|30 July 2005
Beaker people’s bones analysed in Britain
They died 4000 years ago and, for as long as a century, some have been in the care of Aberdeen University. Now, the skeletons of 23 men and women have been transferred to Sheffield to help reveal the lifestyles of those who lived in the north-east Scotland during the early Bronze Age.
Their bones will be the first to be analysed in a £530,000 investigation taking place at Sheffield University, in a project funded by the Arts and Humanities Re-search Council. Housed at its Marischal Museum, Aberdeen University's collections of pottery from prehistoric graves, and their associated skeletons, are among the most important in Britain.
Since the nineteenth century, experts have argued over whether the appearance in Britain of burials with pots – or 'beakers' – marked the arrival of continental migrants around 2400-2200 BCE. These ancient people have been variously credited with introducing metalworking to Britain, spreading the Indo-European language group and building Stonehenge.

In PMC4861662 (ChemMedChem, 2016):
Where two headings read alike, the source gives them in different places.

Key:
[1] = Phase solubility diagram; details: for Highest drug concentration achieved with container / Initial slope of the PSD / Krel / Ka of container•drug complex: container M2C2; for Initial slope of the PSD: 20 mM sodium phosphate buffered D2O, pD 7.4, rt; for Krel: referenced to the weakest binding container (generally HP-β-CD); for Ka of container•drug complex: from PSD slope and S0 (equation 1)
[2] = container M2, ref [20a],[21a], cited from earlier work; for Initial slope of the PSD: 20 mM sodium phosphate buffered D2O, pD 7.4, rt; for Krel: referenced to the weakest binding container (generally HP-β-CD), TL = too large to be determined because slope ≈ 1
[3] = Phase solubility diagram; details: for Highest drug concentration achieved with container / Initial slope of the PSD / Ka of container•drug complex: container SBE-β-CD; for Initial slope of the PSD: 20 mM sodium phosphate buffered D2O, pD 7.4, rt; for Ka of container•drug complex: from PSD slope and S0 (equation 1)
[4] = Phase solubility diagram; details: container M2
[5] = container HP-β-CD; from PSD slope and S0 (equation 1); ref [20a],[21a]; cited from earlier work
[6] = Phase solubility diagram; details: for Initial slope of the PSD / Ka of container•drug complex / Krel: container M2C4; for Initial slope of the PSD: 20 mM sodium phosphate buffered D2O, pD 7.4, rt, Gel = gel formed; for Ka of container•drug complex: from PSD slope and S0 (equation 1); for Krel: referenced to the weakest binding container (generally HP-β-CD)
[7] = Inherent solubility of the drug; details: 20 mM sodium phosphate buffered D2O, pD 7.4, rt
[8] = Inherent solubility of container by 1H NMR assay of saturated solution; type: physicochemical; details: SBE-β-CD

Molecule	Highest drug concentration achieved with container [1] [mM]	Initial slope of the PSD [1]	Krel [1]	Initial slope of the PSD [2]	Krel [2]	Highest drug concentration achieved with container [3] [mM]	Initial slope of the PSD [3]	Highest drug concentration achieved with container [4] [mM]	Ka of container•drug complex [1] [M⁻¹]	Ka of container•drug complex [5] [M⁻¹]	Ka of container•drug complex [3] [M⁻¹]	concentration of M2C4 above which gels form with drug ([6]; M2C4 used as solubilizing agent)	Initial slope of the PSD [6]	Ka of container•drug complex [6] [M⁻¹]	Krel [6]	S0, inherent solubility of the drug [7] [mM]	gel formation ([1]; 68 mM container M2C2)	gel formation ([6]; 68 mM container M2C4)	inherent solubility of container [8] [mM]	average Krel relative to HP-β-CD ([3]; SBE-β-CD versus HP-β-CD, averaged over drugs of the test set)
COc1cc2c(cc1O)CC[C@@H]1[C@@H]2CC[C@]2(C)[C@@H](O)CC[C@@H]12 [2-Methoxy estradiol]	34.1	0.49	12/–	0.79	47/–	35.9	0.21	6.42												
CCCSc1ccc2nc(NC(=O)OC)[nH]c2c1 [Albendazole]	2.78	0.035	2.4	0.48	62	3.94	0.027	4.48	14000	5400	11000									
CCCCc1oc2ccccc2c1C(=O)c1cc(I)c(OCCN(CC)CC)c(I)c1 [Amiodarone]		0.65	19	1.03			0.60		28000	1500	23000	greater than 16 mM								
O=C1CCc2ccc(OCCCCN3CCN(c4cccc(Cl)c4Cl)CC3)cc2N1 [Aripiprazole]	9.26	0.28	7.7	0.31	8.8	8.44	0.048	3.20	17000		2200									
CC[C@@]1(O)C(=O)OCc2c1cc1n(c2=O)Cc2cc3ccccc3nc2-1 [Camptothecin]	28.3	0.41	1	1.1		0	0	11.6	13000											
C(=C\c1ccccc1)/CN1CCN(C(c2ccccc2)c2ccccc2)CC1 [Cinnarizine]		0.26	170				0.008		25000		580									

In recent decades, many prehistorians have argued that the changes in material culture were due to the introduction of a 'beaker package' rather than a wave of immigration, but isotope results from the skeleton of the Amesbury Archer, found near Stonehenge, indicate that he grew up in Continental Europe.
Neil Curtis, Marischal's senior curator, said: "Some of these skeletons have been in the university for more than 100 years, where they have been studied and curated by generations of anatomists, archaeologists and curators. It is very exciting to be the first museum to take part in this major research project using new scientific techniques to discover more about people who lived thousands of years ago."
The research will concentrate on four areas – the north-east is the first to be studied because of the size of the Marischal collection and its quality of preservation and documentation. Professor Mike Parker Pearson, of Sheffield University, who is leading the research, said: "The long tradition of research on the beaker people in Aberdeen, and the quality of the collection makes it the perfect one to start with." The project will include the analysis of strontium, oxygen, lead, sulphur, hydrogen, carbon and nitrogen isotopes in teeth to study the movement of people during their life as well as their diet.
Source: The Herald (27 July 2005)
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